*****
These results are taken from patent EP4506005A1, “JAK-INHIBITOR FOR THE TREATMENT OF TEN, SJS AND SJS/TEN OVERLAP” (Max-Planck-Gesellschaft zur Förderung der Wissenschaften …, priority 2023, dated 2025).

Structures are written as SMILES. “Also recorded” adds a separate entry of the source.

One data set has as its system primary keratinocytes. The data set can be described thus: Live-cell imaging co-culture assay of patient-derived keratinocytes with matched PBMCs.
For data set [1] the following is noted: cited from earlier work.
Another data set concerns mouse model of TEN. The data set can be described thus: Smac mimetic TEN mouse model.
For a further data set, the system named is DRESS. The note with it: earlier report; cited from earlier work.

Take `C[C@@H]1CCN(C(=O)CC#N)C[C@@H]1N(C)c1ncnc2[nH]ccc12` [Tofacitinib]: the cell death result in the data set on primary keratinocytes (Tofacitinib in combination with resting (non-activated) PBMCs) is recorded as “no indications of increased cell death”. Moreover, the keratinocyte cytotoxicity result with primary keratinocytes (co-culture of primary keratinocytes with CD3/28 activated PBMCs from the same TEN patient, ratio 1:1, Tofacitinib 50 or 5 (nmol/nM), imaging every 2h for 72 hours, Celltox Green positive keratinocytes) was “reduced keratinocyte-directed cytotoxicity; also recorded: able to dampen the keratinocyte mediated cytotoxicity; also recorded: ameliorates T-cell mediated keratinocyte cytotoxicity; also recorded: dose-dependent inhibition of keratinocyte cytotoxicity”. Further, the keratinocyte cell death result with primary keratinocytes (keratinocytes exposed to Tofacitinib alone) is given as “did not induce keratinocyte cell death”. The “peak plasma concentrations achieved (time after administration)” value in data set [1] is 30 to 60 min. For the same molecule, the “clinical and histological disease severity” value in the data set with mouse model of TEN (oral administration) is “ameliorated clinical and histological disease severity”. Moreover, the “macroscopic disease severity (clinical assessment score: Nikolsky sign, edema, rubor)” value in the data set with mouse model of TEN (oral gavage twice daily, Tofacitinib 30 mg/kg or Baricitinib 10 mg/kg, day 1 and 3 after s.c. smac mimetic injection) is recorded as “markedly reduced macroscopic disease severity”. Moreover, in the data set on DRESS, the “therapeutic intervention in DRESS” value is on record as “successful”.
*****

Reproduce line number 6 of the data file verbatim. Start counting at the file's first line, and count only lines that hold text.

For a further data set, the system named is DRESS. The note with it: earlier report; cited from earlier work.